18. Left Field says:

    I was there in October 1978, just about a year after you, and a week or two before it finally closed down. It used to be that all missionaries from North America went to the Missionary Home for a week, and then continued on to the LTM in Provo, Rexburg, or Laie (depending on their language) if they needed language training. At some point, non-English speaking missionaries started going directly to the LTM/MTC, and the Missionary Home was only for missionaries going on English-speaking missions.

    Several months before I was called, they renamed the Provo LTM to become the MTC and announced that the SL Missionary Home would be closed, and English-speaking missionaries would be trained in the MTC. For a number of months in 1978, some English-speaking missionaries were trained at the MTC, and others at the MH. But when I told people I was going to the Missionary Home, absolutely nobody believed me. Everyone was sure that the MH was closed, and everyone was supposed to go to the MTC. Most of them even knew someone who recently went to the MTC, so that was proof positive that the MH was closed. I was told that I was mistaken, and should read my mission call more closely. I was told that I would no doubt get a second letter instructing me to go to the MTC instead. I was told that probably they would put us on a bus in Salt Lake and send us down to the MTC. But dad-gum it, I had a letter from SWK telling me to go to Salt Lake, and so to Salt Lake I would go.

    Despite my haircut being WELL within missionary standards, I was instructed to get a haircut. I think they had a deal with the barbershop at the old Deseret Gym. That, and President Bird just liked to throw his weight around. And he did have the lengthy and legendary “Sister Brown” story about the missionary in Australia who had a long-term affair with a member in the ward.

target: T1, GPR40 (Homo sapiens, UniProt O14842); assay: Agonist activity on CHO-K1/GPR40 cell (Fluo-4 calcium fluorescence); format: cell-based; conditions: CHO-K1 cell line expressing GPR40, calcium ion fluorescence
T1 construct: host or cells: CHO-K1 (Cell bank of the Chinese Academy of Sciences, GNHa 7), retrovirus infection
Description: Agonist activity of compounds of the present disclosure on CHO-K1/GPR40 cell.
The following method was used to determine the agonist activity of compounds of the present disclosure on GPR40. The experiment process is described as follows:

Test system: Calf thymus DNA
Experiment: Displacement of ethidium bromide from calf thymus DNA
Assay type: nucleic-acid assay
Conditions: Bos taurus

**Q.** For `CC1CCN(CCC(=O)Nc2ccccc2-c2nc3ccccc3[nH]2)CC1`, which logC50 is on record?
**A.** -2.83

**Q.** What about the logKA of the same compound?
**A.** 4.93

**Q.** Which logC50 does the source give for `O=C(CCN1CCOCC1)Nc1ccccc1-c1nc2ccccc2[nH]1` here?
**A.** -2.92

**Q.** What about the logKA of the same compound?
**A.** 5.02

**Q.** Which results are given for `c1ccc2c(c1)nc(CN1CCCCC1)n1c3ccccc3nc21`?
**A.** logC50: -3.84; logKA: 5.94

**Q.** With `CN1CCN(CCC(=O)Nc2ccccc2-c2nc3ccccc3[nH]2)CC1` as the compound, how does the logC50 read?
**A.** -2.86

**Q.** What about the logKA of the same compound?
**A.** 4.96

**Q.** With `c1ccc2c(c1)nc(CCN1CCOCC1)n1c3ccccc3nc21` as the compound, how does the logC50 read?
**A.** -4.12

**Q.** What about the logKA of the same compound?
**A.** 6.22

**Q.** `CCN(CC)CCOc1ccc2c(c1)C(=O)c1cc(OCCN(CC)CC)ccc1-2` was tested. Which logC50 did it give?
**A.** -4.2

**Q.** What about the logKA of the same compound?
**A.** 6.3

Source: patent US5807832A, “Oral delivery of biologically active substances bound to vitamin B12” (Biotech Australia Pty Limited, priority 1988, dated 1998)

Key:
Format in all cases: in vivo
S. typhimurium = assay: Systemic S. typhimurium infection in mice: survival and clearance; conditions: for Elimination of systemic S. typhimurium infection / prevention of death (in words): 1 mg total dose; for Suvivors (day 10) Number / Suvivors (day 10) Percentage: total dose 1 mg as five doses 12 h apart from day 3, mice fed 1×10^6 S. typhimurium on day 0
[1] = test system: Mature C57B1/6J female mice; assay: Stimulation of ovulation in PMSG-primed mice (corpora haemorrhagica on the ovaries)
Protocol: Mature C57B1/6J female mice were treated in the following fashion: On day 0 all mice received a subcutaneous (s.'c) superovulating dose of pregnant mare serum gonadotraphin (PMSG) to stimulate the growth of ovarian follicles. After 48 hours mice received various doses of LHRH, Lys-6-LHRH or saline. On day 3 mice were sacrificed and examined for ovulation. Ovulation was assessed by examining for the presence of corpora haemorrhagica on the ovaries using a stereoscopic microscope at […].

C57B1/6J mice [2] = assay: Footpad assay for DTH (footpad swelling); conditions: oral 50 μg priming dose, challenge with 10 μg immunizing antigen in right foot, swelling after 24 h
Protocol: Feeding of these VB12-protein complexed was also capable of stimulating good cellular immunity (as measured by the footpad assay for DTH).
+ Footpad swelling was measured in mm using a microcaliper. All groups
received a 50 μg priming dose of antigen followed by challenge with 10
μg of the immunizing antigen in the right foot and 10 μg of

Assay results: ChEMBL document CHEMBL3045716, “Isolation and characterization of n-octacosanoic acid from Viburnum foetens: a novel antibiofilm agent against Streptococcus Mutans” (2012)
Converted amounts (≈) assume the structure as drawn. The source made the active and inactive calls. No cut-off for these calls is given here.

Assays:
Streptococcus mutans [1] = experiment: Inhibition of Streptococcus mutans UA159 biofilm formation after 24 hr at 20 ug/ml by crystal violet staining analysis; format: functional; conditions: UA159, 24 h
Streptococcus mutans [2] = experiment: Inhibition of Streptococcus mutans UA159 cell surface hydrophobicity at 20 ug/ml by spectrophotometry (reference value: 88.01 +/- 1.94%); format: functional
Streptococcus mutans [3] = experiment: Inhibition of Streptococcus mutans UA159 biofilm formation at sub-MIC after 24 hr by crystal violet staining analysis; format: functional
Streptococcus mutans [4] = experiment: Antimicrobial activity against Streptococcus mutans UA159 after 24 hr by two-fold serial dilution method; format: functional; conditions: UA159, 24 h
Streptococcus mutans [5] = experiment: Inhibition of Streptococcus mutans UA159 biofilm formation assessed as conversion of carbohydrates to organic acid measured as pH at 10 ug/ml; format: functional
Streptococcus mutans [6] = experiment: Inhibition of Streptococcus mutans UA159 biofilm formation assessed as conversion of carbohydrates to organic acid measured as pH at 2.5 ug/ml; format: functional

We were issued nametags that included our companion’s name and our alphabetically assigned seat in the assembly hall. We were instructed to look for our companion. At a later assembly the first day, President Bird asked if anyone hadn’t found their companion. A number of hands went up. He picked one missionary and asked him to stand and give his name. President Bird consulted his list and read the name of the elder’s companion.

    “Your companion is Elder John Doe. Where in this vast audience is Elder Doe?” he asked, gesturing broadly around the large room. “Will Elder Doe please stand up, wherever you are?”

    Elder Doe stood up. He was of course, seated directly adjacent to his companion.

  19. Kevin Barney says:

    Thanks for filling in these blanks, Left Field. I had the same haircut experience as you, and I vaguely recall that Sister Brown story as well.

  20. Yet Another John says:

    I was there in 72. I looked back thru my so-called journal and discovered that I wasn’t a particularly gifted journalist at the time. I’m still not! I remember a couple of things though: The haircut thing of course, and the long line outside the mission home president’s office after the talk on morality and personal worthiness.